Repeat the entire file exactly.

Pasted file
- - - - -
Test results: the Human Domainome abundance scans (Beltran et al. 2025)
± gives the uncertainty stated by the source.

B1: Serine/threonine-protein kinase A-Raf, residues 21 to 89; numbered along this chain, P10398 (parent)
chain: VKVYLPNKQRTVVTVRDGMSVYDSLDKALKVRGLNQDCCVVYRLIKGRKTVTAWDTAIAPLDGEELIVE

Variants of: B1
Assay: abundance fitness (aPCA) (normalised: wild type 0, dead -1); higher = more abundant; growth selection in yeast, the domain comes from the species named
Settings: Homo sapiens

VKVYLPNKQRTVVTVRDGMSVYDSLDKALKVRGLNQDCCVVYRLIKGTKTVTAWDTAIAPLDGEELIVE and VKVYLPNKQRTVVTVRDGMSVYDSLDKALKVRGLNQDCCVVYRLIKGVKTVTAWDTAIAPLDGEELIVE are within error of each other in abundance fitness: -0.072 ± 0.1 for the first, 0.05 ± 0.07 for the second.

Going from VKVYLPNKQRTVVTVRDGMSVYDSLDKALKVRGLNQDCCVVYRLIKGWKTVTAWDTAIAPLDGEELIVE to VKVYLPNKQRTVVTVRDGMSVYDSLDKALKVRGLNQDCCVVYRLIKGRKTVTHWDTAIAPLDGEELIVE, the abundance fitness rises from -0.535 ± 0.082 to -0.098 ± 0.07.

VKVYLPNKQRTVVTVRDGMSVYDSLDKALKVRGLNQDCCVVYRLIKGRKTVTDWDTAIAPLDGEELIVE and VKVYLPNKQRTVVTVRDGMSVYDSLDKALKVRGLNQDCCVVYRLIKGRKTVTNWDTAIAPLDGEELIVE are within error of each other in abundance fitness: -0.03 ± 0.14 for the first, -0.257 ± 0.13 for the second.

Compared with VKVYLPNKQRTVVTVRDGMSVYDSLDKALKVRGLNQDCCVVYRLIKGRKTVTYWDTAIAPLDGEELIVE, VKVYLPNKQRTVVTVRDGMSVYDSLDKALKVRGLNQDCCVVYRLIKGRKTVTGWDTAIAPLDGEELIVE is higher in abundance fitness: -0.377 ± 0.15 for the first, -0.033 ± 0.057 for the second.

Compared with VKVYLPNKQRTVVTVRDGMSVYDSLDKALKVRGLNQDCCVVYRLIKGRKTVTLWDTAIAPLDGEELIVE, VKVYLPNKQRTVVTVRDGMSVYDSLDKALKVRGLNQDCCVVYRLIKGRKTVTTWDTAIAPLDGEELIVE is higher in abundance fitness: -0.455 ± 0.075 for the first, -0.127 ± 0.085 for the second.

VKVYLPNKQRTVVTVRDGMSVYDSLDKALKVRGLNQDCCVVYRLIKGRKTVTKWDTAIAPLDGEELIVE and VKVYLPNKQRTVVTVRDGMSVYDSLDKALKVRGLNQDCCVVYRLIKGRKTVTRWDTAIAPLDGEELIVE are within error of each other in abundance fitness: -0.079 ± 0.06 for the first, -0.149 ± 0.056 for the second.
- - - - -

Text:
Test results: the Human Domainome abundance scans (Beltran et al. 2025)
± gives the uncertainty stated by the source.

B1: Serine/threonine-protein kinase A-Raf, residues 21 to 89; numbered along this chain, P10398 (parent)
chain: VKVYLPNKQRTVVTVRDGMSVYDSLDKALKVRGLNQDCCVVYRLIKGRKTVTAWDTAIAPLDGEELIVE

Variants of: B1
Assay: abundance fitness (aPCA) (normalised: wild type 0, dead -1); higher = more abundant; growth selection in yeast, the domain comes from the species named
Settings: Homo sapiens

VKVYLPNKQRTVVTVRDGMSVYDSLDKALKVRGLNQDCCVVYRLIKGTKTVTAWDTAIAPLDGEELIVE and VKVYLPNKQRTVVTVRDGMSVYDSLDKALKVRGLNQDCCVVYRLIKGVKTVTAWDTAIAPLDGEELIVE are within error of each other in abundance fitness: -0.072 ± 0.1 for the first, 0.05 ± 0.07 for the second.

Going from VKVYLPNKQRTVVTVRDGMSVYDSLDKALKVRGLNQDCCVVYRLIKGWKTVTAWDTAIAPLDGEELIVE to VKVYLPNKQRTVVTVRDGMSVYDSLDKALKVRGLNQDCCVVYRLIKGRKTVTHWDTAIAPLDGEELIVE, the abundance fitness rises from -0.535 ± 0.082 to -0.098 ± 0.07.

VKVYLPNKQRTVVTVRDGMSVYDSLDKALKVRGLNQDCCVVYRLIKGRKTVTDWDTAIAPLDGEELIVE and VKVYLPNKQRTVVTVRDGMSVYDSLDKALKVRGLNQDCCVVYRLIKGRKTVTNWDTAIAPLDGEELIVE are within error of each other in abundance fitness: -0.03 ± 0.14 for the first, -0.257 ± 0.13 for the second.

Compared with VKVYLPNKQRTVVTVRDGMSVYDSLDKALKVRGLNQDCCVVYRLIKGRKTVTYWDTAIAPLDGEELIVE, VKVYLPNKQRTVVTVRDGMSVYDSLDKALKVRGLNQDCCVVYRLIKGRKTVTGWDTAIAPLDGEELIVE is higher in abundance fitness: -0.377 ± 0.15 for the first, -0.033 ± 0.057 for the second.

Compared with VKVYLPNKQRTVVTVRDGMSVYDSLDKALKVRGLNQDCCVVYRLIKGRKTVTLWDTAIAPLDGEELIVE, VKVYLPNKQRTVVTVRDGMSVYDSLDKALKVRGLNQDCCVVYRLIKGRKTVTTWDTAIAPLDGEELIVE is higher in abundance fitness: -0.455 ± 0.075 for the first, -0.127 ± 0.085 for the second.

VKVYLPNKQRTVVTVRDGMSVYDSLDKALKVRGLNQDCCVVYRLIKGRKTVTKWDTAIAPLDGEELIVE and VKVYLPNKQRTVVTVRDGMSVYDSLDKALKVRGLNQDCCVVYRLIKGRKTVTRWDTAIAPLDGEELIVE are within error of each other in abundance fitness: -0.079 ± 0.06 for the first, -0.149 ± 0.056 for the second.